- c. 33,000 BC: After a long period of dormancy, Modern Pinatubo was born in Ancestral Pinatubo's cataclysmic and most explosive eruptions, estimated to be five times larger than the June 1991 eruption. It deposited all around the volcano up to 25 km3 (6.0 cu mi) of pyroclastic surge material up to 100 meters (330 ft) thick. The total volume of volcanic material ejected during the eruptions is unknown. The removal of so much material from the underlying magma chamber resulted in the Tayawan caldera. The violent eruptive period started by the eruption is referred to by Delfin as the Inararo Eruptive Period, named after a village that was destroyed in the 1991 eruption.
Later eruptions of modern Pinatubo occurred episodically and lasted for periods much shorter than the repose intervals between them. Subsequent eruptions and eruptive period occurred about:
- c. 15,000 BC (Sacobia Eruptive Period)
- c. 7000 BC (Pasbul Eruptive Period). Its eruptions were as energetic, if not as voluminous as the Inararo eruptions.
- c. 4000–3000 BC (Crow Valley Eruptive Period). This and the Mara-unot period's eruptions were smaller than the Inararo eruptions but about two to three times as big as that of 1991 based on the pyroclastic flow runout distances and depths of valley filling.
- c. 1900–300 BC (Maraunot Eruptive Period)
- c. AD 1500 (Buag Eruptive Period). Its eruptions were roughly the same size as those of 1991.
Each of these eruptions seems to have been very large, ejecting more than 10 km3 (2.4 cu mi) of material and covering large parts of the surrounding areas with pyroclastic flow deposits. Some eruptive periods have lasted decades and perhaps as much as several centuries and might appear to include multiple large explosive eruptions.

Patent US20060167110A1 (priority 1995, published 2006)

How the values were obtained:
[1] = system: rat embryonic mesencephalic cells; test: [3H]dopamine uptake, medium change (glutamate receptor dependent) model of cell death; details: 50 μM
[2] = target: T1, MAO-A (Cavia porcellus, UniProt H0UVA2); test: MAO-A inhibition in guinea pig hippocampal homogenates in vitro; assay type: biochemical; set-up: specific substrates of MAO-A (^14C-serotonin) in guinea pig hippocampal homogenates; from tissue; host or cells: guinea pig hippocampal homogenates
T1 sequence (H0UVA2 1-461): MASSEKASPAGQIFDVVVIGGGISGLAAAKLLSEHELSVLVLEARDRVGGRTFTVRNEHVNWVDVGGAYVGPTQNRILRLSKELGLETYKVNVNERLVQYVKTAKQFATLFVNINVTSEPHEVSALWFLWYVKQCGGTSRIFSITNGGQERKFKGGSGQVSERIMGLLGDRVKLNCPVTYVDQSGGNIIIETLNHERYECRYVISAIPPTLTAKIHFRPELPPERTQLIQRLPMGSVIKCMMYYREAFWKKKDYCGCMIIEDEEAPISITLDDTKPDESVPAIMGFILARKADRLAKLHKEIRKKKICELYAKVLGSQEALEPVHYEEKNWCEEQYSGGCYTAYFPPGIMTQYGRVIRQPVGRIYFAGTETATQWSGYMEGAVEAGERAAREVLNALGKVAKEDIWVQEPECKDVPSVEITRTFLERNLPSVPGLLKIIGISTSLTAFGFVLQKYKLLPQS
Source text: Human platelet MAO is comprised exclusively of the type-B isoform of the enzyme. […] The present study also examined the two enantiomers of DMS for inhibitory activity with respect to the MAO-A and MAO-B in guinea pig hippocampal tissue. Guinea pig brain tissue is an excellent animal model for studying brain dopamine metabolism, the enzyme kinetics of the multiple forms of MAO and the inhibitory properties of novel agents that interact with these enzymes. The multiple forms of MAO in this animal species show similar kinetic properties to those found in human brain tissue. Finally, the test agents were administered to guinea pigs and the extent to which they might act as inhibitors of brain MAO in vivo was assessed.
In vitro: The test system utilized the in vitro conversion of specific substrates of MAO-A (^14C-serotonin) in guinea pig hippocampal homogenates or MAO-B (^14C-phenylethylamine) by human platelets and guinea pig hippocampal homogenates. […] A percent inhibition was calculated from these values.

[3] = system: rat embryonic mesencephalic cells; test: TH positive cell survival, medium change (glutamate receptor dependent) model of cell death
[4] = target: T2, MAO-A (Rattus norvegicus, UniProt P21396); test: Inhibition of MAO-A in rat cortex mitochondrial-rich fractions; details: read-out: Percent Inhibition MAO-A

The maximum size of eruptions in each eruptive period though has been getting smaller through the more than 35,000-year history of modern Pinatubo, but this might be an artifact of erosion and burial of older deposits. The oldest eruption of modern Pinatubo, Inararo, was also its largest.
The volcano has never grown very large between eruptions, because it produces mostly unwelded, easily erodible deposits and periodically destroys the viscous domes that fill its vents. After the Buag eruption (c. 1500 AD), the volcano lay dormant, its slopes becoming completely covered in dense rainforest and eroded into gullies and ravines. The c. 500-year repose though between the Buag and present eruptive periods is among the shorter repose periods recognized in its geologic history.
In March and April 1991, magma rising toward the surface from more than 32 km (20 mi) beneath Pinatubo triggered small volcano tectonic earthquakes and caused powerful steam explosions that blasted three craters on the north flank of the volcano. Thousands of small earthquakes occurred beneath Pinatubo through April, May and early June and many thousand of tons of noxious sulfur dioxide gas were also emitted by the volcano.